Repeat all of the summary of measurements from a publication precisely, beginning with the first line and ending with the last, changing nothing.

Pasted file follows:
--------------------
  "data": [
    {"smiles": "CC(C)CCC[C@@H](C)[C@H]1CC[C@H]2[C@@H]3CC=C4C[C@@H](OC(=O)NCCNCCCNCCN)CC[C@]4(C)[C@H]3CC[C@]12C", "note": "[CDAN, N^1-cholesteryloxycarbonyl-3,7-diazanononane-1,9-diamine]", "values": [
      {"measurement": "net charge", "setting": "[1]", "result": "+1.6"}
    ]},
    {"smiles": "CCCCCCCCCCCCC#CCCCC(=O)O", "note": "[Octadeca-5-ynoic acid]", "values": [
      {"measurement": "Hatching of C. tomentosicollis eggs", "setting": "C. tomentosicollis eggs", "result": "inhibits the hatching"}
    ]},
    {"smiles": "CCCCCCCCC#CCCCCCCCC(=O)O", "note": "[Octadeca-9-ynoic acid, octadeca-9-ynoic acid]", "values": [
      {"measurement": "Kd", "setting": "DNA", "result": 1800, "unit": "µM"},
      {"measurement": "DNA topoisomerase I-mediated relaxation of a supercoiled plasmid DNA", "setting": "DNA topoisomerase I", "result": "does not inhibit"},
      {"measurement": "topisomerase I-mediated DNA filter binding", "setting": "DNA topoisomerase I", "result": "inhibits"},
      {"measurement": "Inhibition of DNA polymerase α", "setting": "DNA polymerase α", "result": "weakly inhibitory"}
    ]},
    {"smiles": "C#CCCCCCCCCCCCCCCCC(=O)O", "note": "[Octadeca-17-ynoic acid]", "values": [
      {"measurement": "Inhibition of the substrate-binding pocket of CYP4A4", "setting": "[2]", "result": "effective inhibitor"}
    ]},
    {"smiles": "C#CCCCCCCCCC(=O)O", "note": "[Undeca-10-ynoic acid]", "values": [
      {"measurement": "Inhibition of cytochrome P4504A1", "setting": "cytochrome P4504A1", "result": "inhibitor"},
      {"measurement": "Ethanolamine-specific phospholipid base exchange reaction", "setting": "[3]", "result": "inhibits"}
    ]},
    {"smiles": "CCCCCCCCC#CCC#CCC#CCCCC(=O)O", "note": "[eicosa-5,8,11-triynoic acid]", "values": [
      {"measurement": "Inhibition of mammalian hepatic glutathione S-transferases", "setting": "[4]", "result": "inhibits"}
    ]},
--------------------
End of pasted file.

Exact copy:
  "data": [
    {"smiles": "CC(C)CCC[C@@H](C)[C@H]1CC[C@H]2[C@@H]3CC=C4C[C@@H](OC(=O)NCCNCCCNCCN)CC[C@]4(C)[C@H]3CC[C@]12C", "note": "[CDAN, N^1-cholesteryloxycarbonyl-3,7-diazanononane-1,9-diamine]", "values": [
      {"measurement": "net charge", "setting": "[1]", "result": "+1.6"}
    ]},
    {"smiles": "CCCCCCCCCCCCC#CCCCC(=O)O", "note": "[Octadeca-5-ynoic acid]", "values": [
      {"measurement": "Hatching of C. tomentosicollis eggs", "setting": "C. tomentosicollis eggs", "result": "inhibits the hatching"}
    ]},
    {"smiles": "CCCCCCCCC#CCCCCCCCC(=O)O", "note": "[Octadeca-9-ynoic acid, octadeca-9-ynoic acid]", "values": [
      {"measurement": "Kd", "setting": "DNA", "result": 1800, "unit": "µM"},
      {"measurement": "DNA topoisomerase I-mediated relaxation of a supercoiled plasmid DNA", "setting": "DNA topoisomerase I", "result": "does not inhibit"},
      {"measurement": "topisomerase I-mediated DNA filter binding", "setting": "DNA topoisomerase I", "result": "inhibits"},
      {"measurement": "Inhibition of DNA polymerase α", "setting": "DNA polymerase α", "result": "weakly inhibitory"}
    ]},
    {"smiles": "C#CCCCCCCCCCCCCCCCC(=O)O", "note": "[Octadeca-17-ynoic acid]", "values": [
      {"measurement": "Inhibition of the substrate-binding pocket of CYP4A4", "setting": "[2]", "result": "effective inhibitor"}
    ]},
    {"smiles": "C#CCCCCCCCCC(=O)O", "note": "[Undeca-10-ynoic acid]", "values": [
      {"measurement": "Inhibition of cytochrome P4504A1", "setting": "cytochrome P4504A1", "result": "inhibitor"},
      {"measurement": "Ethanolamine-specific phospholipid base exchange reaction", "setting": "[3]", "result": "inhibits"}
    ]},
    {"smiles": "CCCCCCCCC#CCC#CCC#CCCCC(=O)O", "note": "[eicosa-5,8,11-triynoic acid]", "values": [
      {"measurement": "Inhibition of mammalian hepatic glutathione S-transferases", "setting": "[4]", "result": "inhibits"}
    ]},